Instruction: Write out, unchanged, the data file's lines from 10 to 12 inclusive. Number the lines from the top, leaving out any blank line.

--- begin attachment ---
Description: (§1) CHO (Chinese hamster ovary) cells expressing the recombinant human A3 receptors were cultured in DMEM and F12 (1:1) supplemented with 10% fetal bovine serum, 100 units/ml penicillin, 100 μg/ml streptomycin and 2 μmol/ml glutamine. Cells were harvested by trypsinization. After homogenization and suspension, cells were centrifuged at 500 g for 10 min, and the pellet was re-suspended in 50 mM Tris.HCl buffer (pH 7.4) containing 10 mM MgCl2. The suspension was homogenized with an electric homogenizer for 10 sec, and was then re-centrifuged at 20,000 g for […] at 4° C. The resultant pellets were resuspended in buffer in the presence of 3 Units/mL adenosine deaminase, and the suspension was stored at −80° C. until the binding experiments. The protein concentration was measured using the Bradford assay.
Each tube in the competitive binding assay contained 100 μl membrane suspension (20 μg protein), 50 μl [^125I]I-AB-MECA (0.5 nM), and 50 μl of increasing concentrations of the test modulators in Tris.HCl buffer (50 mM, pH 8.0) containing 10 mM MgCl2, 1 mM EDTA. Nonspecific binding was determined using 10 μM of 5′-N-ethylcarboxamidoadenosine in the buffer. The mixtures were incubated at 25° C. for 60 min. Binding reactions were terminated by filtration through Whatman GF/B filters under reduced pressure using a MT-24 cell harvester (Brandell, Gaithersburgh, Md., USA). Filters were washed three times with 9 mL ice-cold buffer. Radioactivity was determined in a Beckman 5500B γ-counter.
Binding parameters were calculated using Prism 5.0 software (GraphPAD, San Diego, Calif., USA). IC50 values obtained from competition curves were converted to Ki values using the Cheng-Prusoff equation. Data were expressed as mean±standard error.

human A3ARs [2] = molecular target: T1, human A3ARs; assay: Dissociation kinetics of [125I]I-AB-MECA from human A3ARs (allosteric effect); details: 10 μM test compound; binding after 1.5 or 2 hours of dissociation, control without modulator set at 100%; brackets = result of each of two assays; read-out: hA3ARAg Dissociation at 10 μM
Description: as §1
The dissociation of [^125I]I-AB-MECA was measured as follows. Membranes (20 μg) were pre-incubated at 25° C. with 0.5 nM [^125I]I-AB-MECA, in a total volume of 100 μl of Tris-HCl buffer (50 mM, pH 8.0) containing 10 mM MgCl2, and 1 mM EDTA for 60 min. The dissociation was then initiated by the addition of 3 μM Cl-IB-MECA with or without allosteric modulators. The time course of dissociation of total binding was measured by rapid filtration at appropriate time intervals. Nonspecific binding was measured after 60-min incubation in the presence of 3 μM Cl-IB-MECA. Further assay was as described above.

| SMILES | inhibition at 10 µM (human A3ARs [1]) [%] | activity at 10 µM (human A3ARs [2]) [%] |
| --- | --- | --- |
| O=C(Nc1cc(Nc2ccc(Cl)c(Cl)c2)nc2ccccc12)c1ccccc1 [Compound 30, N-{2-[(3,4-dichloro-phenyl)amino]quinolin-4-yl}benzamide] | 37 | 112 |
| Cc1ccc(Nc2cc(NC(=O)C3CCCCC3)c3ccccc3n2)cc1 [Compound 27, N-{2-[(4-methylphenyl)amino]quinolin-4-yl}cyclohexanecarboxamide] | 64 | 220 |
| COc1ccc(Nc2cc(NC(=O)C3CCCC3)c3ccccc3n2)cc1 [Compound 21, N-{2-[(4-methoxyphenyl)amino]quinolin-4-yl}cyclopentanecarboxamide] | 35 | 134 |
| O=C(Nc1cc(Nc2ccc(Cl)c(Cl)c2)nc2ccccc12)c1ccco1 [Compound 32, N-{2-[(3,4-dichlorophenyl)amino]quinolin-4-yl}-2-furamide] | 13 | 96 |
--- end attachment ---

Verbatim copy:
| Cc1ccc(Nc2cc(NC(=O)C3CCCCC3)c3ccccc3n2)cc1 [Compound 27, N-{2-[(4-methylphenyl)amino]quinolin-4-yl}cyclohexanecarboxamide] | 64 | 220 |
| COc1ccc(Nc2cc(NC(=O)C3CCCC3)c3ccccc3n2)cc1 [Compound 21, N-{2-[(4-methoxyphenyl)amino]quinolin-4-yl}cyclopentanecarboxamide] | 35 | 134 |
| O=C(Nc1cc(Nc2ccc(Cl)c(Cl)c2)nc2ccccc12)c1ccco1 [Compound 32, N-{2-[(3,4-dichlorophenyl)amino]quinolin-4-yl}-2-furamide] | 13 | 96 |